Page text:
Are SOAs customer- or vendor-driven?

Despite the hype, service-oriented architectures are not ready for the fast lane

Technology will put the customer back in the driver’s seat, or so it was thought during the dot-com era. To believers, the trends of build-to-order, one-to-one marketing, and CRM that focused on what customers wanted — rather than what the business wanted to sell them — were all sure signs of the dawn of a new age.

But there is a seismic shift under way in how software is designed that may put the lie to this cliché. Common wisdom says that SOA (service-oriented architecture) benefits the user. But in fact, the shift to SOA is being engineered by the biggest software vendors for their own benefit. IT will have to play catch-up to keep its own boat afloat.

This realization came to me while I was noodling out ideas with Capgemini CTO John Parkinson. When we got to talking about SOA, he said something that stopped me cold.

Using SAP as a prime example of what he sees happening in the software industry, Parkinson asserts that NetWeaver “was created because SAP saw the end of their ability to directly manage their market share.”

Amit Chatterjee, director of NetWeaver product marketing, sees it differently.

“We shifted to investing in the NetWeaver platform because we saw the need for tighter integration between technology and applications, not as a result of managing our market share,” Chatterjee says.

Nevertheless, Parkinson asserts that SAP made a business decision to stop being an application vendor and instead become a platform vendor for applications, some of which SAP will provide. Parkinson believes that although SAP managed to downplay the importance of this technological shift, the next version of R3 will consist of a set of components and the schematics that show how to put them together.

Chatterjee believes Parkinson is talking about Vienna, which he says is a project “defined around our architecture, not a product but a philosophy.”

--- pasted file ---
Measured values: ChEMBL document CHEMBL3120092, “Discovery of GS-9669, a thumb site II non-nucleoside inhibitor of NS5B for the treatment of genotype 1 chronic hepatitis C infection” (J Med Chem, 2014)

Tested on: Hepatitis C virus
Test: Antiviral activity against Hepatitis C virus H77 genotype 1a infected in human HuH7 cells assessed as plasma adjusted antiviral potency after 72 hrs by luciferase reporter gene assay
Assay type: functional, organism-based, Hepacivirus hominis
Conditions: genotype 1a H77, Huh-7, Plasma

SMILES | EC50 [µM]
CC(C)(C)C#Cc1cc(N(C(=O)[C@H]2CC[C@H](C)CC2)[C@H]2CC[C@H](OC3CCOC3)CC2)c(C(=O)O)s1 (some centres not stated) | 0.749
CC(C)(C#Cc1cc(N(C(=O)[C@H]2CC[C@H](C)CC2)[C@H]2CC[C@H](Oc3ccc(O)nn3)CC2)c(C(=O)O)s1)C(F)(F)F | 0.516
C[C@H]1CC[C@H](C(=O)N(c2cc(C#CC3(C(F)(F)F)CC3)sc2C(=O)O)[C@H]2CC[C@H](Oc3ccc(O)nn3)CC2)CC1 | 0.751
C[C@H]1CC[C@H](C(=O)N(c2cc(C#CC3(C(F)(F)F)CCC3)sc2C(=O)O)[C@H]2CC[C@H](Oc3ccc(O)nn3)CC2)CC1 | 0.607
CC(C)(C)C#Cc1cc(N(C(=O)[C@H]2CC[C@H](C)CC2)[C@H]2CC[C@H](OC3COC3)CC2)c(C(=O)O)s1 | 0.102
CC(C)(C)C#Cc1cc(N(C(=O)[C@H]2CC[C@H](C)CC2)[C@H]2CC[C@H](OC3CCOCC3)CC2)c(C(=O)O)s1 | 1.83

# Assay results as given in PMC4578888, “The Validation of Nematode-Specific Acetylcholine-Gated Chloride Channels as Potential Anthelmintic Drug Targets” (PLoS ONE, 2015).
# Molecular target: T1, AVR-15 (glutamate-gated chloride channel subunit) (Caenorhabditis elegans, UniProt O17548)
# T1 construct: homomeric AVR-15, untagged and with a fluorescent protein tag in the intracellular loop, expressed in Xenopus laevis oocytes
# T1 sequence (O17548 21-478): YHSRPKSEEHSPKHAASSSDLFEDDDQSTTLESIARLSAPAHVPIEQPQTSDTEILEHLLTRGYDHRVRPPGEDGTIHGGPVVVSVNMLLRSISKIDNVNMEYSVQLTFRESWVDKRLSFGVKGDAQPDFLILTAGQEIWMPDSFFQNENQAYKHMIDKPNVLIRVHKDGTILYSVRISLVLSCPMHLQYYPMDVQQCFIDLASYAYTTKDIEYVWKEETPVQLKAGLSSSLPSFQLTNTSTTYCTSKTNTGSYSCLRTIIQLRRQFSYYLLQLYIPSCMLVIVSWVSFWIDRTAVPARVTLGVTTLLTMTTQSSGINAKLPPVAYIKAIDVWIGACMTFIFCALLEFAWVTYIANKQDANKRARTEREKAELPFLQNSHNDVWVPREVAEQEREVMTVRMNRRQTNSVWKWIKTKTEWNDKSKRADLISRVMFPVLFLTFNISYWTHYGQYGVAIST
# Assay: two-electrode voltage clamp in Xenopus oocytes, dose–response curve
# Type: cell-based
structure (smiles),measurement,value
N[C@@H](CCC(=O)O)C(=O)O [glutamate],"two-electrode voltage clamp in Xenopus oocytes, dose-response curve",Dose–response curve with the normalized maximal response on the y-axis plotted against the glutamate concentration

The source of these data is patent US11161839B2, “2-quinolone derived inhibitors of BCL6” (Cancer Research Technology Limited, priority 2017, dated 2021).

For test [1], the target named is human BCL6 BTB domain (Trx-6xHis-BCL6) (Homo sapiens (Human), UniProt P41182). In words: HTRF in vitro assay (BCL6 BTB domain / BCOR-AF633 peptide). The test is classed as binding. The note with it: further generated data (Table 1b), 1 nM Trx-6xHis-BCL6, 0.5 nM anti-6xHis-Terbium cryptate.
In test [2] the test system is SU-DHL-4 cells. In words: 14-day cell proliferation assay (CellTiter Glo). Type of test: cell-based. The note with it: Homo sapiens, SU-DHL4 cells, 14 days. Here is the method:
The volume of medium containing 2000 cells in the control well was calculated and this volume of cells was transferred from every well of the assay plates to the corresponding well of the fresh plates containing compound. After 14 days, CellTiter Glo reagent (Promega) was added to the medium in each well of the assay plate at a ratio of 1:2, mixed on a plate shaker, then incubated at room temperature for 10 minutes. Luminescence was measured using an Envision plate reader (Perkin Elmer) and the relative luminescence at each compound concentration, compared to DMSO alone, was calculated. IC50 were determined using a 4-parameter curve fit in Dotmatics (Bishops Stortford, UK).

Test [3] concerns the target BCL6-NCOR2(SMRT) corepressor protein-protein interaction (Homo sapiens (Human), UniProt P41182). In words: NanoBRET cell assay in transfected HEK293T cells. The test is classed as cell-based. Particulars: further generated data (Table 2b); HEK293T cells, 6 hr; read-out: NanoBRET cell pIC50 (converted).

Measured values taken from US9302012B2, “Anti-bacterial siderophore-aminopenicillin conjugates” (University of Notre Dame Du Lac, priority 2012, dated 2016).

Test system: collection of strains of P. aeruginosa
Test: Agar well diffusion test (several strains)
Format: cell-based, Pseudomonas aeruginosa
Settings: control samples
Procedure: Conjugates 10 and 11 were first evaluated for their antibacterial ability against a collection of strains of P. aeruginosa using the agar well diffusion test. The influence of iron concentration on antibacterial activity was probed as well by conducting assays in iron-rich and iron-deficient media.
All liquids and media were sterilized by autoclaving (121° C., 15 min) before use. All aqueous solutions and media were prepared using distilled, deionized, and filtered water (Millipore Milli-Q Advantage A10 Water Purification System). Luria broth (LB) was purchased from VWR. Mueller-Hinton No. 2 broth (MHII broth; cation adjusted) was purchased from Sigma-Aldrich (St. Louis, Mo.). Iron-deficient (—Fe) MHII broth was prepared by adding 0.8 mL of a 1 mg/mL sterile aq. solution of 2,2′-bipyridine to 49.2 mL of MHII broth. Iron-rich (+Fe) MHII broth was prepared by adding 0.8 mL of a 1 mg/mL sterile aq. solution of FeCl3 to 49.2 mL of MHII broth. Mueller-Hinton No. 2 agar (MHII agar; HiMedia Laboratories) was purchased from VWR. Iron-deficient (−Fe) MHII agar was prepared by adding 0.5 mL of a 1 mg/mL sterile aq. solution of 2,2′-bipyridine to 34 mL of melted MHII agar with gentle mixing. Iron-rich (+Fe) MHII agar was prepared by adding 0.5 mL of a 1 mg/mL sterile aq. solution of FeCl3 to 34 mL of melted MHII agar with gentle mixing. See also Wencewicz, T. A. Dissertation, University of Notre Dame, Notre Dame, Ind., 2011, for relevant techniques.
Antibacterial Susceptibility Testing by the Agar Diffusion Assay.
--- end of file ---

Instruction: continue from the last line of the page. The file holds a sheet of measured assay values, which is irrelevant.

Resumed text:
Whatever Vienna turns out to be, Chatterjee does say that SAP is essentially redefining how it thinks about developing its products.

“At this time we haven’t disclosed what our road map is, but it certainly will be more than a simple set of components and schematics,” says Chatterjee. But this is perhaps beside the point. We are talking about a general direction of the software industry rather than a particular version of the software.

If Parkinson’s instincts are correct and what SAP is doing is emblematic of an industry shift, the change is dramatic. Witness other moves to create platform-centric architectures, including Microsoft .Net, Oracle Customer Data Hub, and Siebel UAN (Universal Application Network).

Although these vendors may not sell their entire suite of applications in the future, they of course will charge for use of the platform. The question is whether what’s good for major software vendors is also good for you. Is this what you want? Are you sure you’re still in the driver’s seat?

The problem is, managing Web services using a distributed SOA is, at present, not very doable. Implementing SLAs and change management are probably two of the bigger unresolved issues, according to Raj Shah, senior manager of business consulting at Sapient.

SOA is still an emerging platform. The trick is not to let the vendors bully you into deploying it before its time.

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